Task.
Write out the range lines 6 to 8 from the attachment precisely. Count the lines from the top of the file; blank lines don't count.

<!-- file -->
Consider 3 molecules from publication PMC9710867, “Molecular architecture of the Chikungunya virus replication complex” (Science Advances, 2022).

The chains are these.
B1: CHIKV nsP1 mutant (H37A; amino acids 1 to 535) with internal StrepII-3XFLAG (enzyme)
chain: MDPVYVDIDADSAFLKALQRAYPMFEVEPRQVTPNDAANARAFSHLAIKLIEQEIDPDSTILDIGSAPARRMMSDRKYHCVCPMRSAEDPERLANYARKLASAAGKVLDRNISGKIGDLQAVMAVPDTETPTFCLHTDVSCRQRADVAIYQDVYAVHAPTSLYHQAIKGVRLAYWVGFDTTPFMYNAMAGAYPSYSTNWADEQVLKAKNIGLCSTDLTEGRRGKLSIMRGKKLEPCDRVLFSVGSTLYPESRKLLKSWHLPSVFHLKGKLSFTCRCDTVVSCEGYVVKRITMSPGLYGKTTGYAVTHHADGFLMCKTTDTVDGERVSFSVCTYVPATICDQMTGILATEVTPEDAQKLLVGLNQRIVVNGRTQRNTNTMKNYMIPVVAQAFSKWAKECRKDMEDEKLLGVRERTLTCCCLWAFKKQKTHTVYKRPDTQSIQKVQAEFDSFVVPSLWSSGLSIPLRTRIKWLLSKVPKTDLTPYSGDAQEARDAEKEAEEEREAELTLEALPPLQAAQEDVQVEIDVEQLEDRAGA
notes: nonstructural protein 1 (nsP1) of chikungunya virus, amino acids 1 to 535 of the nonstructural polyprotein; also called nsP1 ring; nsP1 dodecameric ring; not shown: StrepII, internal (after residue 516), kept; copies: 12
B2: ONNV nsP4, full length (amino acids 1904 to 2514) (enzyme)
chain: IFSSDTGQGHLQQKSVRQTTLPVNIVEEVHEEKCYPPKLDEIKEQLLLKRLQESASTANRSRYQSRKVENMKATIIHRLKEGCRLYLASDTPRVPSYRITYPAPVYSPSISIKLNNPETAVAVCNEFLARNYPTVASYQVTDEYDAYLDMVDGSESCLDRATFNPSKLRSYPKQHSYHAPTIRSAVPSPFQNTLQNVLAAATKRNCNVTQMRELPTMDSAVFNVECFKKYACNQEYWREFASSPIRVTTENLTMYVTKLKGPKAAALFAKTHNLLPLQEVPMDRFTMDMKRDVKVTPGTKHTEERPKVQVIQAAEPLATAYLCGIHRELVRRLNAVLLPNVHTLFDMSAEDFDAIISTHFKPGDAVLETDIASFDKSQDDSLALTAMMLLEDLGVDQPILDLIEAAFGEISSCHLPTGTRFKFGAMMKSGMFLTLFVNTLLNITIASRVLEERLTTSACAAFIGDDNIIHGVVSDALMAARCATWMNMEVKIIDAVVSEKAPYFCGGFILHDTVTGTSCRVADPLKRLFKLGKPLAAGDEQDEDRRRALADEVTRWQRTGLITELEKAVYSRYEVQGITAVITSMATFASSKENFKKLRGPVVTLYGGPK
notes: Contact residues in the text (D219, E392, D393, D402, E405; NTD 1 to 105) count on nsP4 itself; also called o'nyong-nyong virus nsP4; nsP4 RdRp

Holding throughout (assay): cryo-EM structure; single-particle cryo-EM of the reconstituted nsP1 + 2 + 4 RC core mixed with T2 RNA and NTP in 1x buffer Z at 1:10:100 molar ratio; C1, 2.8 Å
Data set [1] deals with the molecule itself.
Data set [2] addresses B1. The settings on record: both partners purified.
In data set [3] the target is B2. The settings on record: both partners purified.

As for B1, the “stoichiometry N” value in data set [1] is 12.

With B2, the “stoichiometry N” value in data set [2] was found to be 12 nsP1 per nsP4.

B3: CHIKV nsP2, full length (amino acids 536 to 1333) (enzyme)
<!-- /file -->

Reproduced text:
B2: ONNV nsP4, full length (amino acids 1904 to 2514) (enzyme)
chain: IFSSDTGQGHLQQKSVRQTTLPVNIVEEVHEEKCYPPKLDEIKEQLLLKRLQESASTANRSRYQSRKVENMKATIIHRLKEGCRLYLASDTPRVPSYRITYPAPVYSPSISIKLNNPETAVAVCNEFLARNYPTVASYQVTDEYDAYLDMVDGSESCLDRATFNPSKLRSYPKQHSYHAPTIRSAVPSPFQNTLQNVLAAATKRNCNVTQMRELPTMDSAVFNVECFKKYACNQEYWREFASSPIRVTTENLTMYVTKLKGPKAAALFAKTHNLLPLQEVPMDRFTMDMKRDVKVTPGTKHTEERPKVQVIQAAEPLATAYLCGIHRELVRRLNAVLLPNVHTLFDMSAEDFDAIISTHFKPGDAVLETDIASFDKSQDDSLALTAMMLLEDLGVDQPILDLIEAAFGEISSCHLPTGTRFKFGAMMKSGMFLTLFVNTLLNITIASRVLEERLTTSACAAFIGDDNIIHGVVSDALMAARCATWMNMEVKIIDAVVSEKAPYFCGGFILHDTVTGTSCRVADPLKRLFKLGKPLAAGDEQDEDRRRALADEVTRWQRTGLITELEKAVYSRYEVQGITAVITSMATFASSKENFKKLRGPVVTLYGGPK
notes: Contact residues in the text (D219, E392, D393, D402, E405; NTD 1 to 105) count on nsP4 itself; also called o'nyong-nyong virus nsP4; nsP4 RdRp